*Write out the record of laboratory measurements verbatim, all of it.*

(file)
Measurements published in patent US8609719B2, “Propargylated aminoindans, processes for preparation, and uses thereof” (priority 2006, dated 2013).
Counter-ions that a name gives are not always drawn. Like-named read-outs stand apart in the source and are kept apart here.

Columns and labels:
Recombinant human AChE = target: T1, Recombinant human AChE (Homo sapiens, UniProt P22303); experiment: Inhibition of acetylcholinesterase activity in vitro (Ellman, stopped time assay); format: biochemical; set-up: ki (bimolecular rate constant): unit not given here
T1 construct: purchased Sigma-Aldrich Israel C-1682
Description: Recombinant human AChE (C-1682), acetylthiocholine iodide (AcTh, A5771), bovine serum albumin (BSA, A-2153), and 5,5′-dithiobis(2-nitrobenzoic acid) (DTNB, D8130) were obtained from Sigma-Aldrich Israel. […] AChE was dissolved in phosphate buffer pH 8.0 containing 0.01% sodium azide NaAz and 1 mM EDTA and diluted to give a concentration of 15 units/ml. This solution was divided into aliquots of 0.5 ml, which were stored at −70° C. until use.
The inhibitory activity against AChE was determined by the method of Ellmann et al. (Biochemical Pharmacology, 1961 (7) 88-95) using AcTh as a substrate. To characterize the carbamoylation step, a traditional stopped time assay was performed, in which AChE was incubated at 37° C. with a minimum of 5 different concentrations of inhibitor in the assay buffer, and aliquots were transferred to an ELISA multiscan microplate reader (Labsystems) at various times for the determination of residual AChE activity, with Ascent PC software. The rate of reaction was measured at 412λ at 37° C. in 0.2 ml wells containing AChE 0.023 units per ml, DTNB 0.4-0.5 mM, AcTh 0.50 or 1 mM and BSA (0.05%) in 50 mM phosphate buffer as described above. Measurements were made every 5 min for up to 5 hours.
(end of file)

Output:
Measurements published in patent US8609719B2, “Propargylated aminoindans, processes for preparation, and uses thereof” (priority 2006, dated 2013).
Counter-ions that a name gives are not always drawn. Like-named read-outs stand apart in the source and are kept apart here.

Columns and labels:
Recombinant human AChE = target: T1, Recombinant human AChE (Homo sapiens, UniProt P22303); experiment: Inhibition of acetylcholinesterase activity in vitro (Ellman, stopped time assay); format: biochemical; set-up: ki (bimolecular rate constant): unit not given here
T1 construct: purchased Sigma-Aldrich Israel C-1682
Description: Recombinant human AChE (C-1682), acetylthiocholine iodide (AcTh, A5771), bovine serum albumin (BSA, A-2153), and 5,5′-dithiobis(2-nitrobenzoic acid) (DTNB, D8130) were obtained from Sigma-Aldrich Israel. […] AChE was dissolved in phosphate buffer pH 8.0 containing 0.01% sodium azide NaAz and 1 mM EDTA and diluted to give a concentration of 15 units/ml. This solution was divided into aliquots of 0.5 ml, which were stored at −70° C. until use.
The inhibitory activity against AChE was determined by the method of Ellmann et al. (Biochemical Pharmacology, 1961 (7) 88-95) using AcTh as a substrate. To characterize the carbamoylation step, a traditional stopped time assay was performed, in which AChE was incubated at 37° C. with a minimum of 5 different concentrations of inhibitor in the assay buffer, and aliquots were transferred to an ELISA multiscan microplate reader (Labsystems) at various times for the determination of residual AChE activity, with Ascent PC software. The rate of reaction was measured at 412λ at 37° C. in 0.2 ml wells containing AChE 0.023 units per ml, DTNB 0.4-0.5 mM, AcTh 0.50 or 1 mM and BSA (0.05%) in 50 mM phosphate buffer as described above. Measurements were made every 5 min for up to 5 hours.